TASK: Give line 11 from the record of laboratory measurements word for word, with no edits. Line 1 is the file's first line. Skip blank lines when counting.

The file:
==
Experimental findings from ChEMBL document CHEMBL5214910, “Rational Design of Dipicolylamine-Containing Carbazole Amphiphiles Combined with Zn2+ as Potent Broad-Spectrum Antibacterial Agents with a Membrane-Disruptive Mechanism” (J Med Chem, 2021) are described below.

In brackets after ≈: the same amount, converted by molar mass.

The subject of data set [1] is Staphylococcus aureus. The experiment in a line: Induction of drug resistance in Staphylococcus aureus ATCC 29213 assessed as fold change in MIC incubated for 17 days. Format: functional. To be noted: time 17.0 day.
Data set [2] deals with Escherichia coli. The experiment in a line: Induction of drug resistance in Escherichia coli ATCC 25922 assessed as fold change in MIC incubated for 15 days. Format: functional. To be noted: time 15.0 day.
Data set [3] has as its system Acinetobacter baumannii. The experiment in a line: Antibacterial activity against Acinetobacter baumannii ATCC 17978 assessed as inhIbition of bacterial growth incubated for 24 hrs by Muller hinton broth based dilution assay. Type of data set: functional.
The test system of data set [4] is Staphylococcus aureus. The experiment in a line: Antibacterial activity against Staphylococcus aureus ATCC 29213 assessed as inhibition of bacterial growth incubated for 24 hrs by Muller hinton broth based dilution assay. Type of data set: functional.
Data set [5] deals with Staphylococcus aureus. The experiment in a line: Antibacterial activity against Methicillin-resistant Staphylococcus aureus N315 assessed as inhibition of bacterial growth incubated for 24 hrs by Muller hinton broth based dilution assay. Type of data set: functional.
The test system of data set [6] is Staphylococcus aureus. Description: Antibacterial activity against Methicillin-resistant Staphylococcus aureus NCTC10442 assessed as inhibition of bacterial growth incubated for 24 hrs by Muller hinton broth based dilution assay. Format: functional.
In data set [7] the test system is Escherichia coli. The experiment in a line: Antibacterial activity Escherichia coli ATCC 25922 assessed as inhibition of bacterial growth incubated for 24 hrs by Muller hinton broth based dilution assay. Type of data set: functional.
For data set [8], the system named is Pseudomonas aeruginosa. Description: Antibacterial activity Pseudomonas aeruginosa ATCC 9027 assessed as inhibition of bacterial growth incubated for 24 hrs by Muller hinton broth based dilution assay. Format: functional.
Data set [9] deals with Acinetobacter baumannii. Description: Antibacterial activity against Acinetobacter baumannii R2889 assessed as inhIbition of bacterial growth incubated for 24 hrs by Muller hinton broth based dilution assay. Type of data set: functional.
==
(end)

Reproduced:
Data set [9] deals with Acinetobacter baumannii. Description: Antibacterial activity against Acinetobacter baumannii R2889 assessed as inhIbition of bacterial growth incubated for 24 hrs by Muller hinton broth based dilution assay. Type of data set: functional.